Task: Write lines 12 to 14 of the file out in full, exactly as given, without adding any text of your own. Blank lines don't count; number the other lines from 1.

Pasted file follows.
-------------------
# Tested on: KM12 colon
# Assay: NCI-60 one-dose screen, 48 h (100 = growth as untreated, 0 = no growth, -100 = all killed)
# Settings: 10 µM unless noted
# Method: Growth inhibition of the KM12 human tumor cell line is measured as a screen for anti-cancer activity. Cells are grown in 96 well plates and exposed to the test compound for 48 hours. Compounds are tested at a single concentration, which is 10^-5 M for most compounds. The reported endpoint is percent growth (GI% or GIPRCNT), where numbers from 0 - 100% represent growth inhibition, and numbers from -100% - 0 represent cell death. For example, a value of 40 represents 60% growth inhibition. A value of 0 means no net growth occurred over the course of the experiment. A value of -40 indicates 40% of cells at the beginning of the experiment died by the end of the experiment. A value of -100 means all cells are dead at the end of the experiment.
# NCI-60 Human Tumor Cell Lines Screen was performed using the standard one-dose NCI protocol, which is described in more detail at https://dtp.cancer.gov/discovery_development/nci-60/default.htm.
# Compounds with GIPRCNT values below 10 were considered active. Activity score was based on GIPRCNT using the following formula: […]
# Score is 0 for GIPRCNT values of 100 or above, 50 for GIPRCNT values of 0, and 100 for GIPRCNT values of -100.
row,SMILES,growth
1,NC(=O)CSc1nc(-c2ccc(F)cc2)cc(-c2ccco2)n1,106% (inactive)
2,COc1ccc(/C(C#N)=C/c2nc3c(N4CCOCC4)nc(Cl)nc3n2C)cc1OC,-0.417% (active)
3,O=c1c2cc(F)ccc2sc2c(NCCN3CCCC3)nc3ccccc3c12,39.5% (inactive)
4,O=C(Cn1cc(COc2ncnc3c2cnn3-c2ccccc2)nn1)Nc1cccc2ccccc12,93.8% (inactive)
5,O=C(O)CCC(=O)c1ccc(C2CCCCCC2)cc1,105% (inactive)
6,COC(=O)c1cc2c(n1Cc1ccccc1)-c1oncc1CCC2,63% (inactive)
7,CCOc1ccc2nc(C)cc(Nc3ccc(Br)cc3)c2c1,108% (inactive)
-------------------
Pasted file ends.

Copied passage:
4,O=C(Cn1cc(COc2ncnc3c2cnn3-c2ccccc2)nn1)Nc1cccc2ccccc12,93.8% (inactive)
5,O=C(O)CCC(=O)c1ccc(C2CCCCCC2)cc1,105% (inactive)
6,COC(=O)c1cc2c(n1Cc1ccccc1)-c1oncc1CCC2,63% (inactive)